It is the first mod you should do and will give you the most bang for your buck.Your engine needs to breathe. If your engine cant breathe any other mod you do to your engine is not as effective.
    After you do the exauhst then do the other mods.
    Beings you have a TBI dont mess with any emmision stuff. Your engine is computer controlled so if you start disconnecting emmission stuff you will screw everything up. The computer needs all this stuff to make the engine run right.
    The only thing you can safely take off without effecting the computer is the catalitic convertor. If it is legal where you live to do so.
     
  18. 88streetblaze

    88streetblaze 1/2 ton status

    Joined:
    Jun 27, 2001
    Posts:
    314
    Likes Received:
    0
    Location:
    middle of sticks, oklahoma
    the smog equipment is not computer controlled. unless you are talking about the egr valve then yes it is needed, but you can unhook the air pump(the main part of the cali. emmisions package without worrying about the computer causes the computer has nothing to do with it, but you will not notice any major improvements in proformance because of ten horses you might pick up because there is less drag on the crankshaft since it isn't turning the belt for the pump.
     
  19. newyorkin

    newyorkin 1 ton status

    Joined:
    May 8, 2001
    Posts:
    16,555
    Likes Received:
    157
    Location:
    Los Estados Unitos
    Lunch was good!

    OK, I will admit I was irritated at the moron comment when I wrote the above post. I will not edit or delete it now because people have responded and I just think that's wrong sometimes (to delete content after someone's commented on it). I'm a little less annoyed now, but still think the terminology used was immature and egotistical. I really wasn't trying to start an argument, either.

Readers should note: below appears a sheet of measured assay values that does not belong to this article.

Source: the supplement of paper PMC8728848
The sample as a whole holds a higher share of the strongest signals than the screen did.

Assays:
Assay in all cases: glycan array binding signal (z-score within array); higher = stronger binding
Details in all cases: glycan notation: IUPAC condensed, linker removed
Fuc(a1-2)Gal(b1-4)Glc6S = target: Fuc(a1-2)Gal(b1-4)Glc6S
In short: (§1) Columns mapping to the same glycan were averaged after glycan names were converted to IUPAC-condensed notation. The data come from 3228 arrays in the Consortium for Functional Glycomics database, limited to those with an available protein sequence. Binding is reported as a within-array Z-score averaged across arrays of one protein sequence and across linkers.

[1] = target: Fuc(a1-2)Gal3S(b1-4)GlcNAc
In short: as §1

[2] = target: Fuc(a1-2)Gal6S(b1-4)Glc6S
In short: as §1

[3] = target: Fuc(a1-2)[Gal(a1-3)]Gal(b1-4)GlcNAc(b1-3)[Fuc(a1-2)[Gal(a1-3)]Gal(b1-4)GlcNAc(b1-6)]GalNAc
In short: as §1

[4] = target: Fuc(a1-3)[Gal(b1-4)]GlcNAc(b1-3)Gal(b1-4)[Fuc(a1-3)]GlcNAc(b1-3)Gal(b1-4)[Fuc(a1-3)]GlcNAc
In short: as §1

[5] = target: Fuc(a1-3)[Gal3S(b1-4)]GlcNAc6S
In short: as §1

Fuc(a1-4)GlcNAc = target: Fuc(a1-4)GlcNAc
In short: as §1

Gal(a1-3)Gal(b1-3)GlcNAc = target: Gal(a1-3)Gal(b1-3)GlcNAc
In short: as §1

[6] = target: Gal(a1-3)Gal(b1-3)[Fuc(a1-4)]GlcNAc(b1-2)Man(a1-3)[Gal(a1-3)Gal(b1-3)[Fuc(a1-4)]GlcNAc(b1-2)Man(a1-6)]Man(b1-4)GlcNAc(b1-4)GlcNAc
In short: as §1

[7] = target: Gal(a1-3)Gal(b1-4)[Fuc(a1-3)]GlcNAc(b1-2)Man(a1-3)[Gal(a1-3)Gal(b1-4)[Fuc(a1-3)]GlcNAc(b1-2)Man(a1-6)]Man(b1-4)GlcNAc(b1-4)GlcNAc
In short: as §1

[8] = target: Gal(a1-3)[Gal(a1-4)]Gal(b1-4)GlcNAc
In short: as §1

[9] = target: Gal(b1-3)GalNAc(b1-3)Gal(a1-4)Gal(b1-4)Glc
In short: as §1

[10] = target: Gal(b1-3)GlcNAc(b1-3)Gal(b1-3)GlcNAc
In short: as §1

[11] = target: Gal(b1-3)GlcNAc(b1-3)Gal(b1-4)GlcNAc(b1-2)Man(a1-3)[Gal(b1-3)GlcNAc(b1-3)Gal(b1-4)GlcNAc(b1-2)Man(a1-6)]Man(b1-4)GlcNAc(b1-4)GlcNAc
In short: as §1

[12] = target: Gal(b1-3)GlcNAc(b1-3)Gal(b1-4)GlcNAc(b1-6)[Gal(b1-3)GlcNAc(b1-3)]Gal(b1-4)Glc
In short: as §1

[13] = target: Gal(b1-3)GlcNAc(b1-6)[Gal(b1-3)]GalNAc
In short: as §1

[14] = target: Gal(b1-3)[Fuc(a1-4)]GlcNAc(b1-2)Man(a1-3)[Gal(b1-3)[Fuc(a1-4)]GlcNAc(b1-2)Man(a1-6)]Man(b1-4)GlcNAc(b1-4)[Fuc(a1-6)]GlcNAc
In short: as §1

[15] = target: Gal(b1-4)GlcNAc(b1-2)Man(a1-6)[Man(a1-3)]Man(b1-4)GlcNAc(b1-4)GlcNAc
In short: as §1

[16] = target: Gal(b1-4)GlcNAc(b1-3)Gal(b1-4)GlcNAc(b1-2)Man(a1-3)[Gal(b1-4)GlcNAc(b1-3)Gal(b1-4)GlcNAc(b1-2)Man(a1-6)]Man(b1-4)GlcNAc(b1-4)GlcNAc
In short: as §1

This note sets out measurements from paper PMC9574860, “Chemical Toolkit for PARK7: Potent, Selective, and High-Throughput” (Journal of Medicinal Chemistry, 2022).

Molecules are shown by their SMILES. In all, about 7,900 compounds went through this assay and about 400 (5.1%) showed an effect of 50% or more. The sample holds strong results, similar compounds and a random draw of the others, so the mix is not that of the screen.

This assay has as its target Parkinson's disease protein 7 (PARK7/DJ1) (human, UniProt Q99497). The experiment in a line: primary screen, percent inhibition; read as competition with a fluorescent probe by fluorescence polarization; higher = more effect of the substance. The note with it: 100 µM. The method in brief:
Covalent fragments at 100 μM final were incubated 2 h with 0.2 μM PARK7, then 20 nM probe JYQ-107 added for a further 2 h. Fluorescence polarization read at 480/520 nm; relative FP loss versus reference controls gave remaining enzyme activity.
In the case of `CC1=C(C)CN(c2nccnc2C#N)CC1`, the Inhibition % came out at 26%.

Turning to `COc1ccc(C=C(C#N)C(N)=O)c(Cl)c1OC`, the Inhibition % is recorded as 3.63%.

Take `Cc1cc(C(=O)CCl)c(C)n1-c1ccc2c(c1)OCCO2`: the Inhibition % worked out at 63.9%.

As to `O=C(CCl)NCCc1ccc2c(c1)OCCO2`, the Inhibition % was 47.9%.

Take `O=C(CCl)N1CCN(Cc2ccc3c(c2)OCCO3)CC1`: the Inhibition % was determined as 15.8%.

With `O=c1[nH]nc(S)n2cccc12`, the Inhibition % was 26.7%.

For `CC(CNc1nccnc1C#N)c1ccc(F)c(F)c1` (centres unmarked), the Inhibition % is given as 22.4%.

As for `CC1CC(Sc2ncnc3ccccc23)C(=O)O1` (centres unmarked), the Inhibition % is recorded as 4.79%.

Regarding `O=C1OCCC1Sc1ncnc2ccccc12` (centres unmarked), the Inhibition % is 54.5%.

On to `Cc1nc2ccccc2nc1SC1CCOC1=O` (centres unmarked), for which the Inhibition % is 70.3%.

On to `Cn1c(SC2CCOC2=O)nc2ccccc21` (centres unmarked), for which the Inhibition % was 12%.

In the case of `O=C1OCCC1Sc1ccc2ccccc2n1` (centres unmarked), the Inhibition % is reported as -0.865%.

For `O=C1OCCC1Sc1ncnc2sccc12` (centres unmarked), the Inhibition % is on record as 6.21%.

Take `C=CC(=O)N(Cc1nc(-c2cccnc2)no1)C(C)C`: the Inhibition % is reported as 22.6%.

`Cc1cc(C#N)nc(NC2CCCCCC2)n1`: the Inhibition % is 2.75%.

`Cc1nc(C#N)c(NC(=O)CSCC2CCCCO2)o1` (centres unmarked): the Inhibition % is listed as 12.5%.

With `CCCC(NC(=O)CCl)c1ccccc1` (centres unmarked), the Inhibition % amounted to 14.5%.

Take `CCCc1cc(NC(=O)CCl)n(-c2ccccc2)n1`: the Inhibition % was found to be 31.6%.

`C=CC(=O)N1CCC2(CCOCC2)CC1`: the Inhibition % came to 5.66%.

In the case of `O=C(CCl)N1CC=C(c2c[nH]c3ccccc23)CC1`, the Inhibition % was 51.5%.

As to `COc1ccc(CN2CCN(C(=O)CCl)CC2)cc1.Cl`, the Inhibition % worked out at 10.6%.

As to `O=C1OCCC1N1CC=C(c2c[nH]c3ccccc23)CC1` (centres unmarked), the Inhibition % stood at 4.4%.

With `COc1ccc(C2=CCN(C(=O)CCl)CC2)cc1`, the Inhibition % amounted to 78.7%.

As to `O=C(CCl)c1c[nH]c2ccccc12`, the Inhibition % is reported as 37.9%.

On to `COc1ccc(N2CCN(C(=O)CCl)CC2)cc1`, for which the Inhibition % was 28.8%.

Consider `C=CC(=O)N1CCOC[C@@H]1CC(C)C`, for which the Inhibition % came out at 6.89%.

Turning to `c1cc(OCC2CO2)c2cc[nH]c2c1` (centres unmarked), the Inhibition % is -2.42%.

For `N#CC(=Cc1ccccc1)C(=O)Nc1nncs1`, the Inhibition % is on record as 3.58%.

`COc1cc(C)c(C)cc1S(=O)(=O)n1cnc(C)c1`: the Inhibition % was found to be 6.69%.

Originally, I had included the high perf ignition in the better stuff list. But, not including multi spark (which I didn't know about), I still think a higher perf ignition system would contribute to a better running engine. I think I misworded a few things in my second reply. Apparently, I also didn't know enough about them.
    When I said stock over built, I meant motor as it comes from the factory as stock, and built as in a motor that you stuffed a cam in, upgraded heads/intake on, etc. not as in running special fuels.
    Ignite a bucket of gas with a torch, I believe you'll light more fuel at once, than you would by simply sparking it, no? Wouldn't more fuel igniting simultaneously create a stronger force than an equal amount of fuel igniting gradually? You may not see it in a big bucket, but at a minute level it would probably be apparent.
    Unburned fuel exits through exhaust. Why would a better spark not adjust this somewhat to reduce the unburned fuel?